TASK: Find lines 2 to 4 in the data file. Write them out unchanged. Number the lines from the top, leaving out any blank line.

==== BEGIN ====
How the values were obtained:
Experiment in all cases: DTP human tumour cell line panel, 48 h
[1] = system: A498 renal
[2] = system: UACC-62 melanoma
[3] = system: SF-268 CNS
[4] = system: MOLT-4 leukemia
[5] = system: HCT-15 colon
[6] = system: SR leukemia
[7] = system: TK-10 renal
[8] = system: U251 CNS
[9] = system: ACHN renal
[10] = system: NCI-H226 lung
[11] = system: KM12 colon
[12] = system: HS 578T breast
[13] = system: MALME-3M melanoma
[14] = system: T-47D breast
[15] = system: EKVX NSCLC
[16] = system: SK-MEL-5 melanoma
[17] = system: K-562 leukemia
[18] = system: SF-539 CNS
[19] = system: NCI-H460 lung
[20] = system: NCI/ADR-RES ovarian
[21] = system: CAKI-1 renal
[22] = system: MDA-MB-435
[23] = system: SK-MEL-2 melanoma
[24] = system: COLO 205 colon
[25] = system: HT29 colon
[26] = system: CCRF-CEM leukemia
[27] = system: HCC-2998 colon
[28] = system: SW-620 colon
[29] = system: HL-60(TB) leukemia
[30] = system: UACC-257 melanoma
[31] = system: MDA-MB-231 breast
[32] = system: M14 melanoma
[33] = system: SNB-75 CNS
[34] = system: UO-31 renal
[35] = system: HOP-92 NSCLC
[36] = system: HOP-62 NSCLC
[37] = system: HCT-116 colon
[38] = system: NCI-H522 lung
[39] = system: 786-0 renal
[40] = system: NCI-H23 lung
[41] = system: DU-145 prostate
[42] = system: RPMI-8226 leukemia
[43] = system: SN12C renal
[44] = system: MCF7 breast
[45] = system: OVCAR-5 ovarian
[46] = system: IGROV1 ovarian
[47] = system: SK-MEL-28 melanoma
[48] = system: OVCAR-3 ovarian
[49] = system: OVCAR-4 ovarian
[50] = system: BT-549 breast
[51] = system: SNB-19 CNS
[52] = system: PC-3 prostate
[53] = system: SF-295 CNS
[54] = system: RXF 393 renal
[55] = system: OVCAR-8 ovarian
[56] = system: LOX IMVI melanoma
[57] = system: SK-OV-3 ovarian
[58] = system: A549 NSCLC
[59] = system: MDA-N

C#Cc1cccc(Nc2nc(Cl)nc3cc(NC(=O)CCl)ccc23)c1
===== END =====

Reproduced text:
Experiment in all cases: DTP human tumour cell line panel, 48 h
[1] = system: A498 renal
[2] = system: UACC-62 melanoma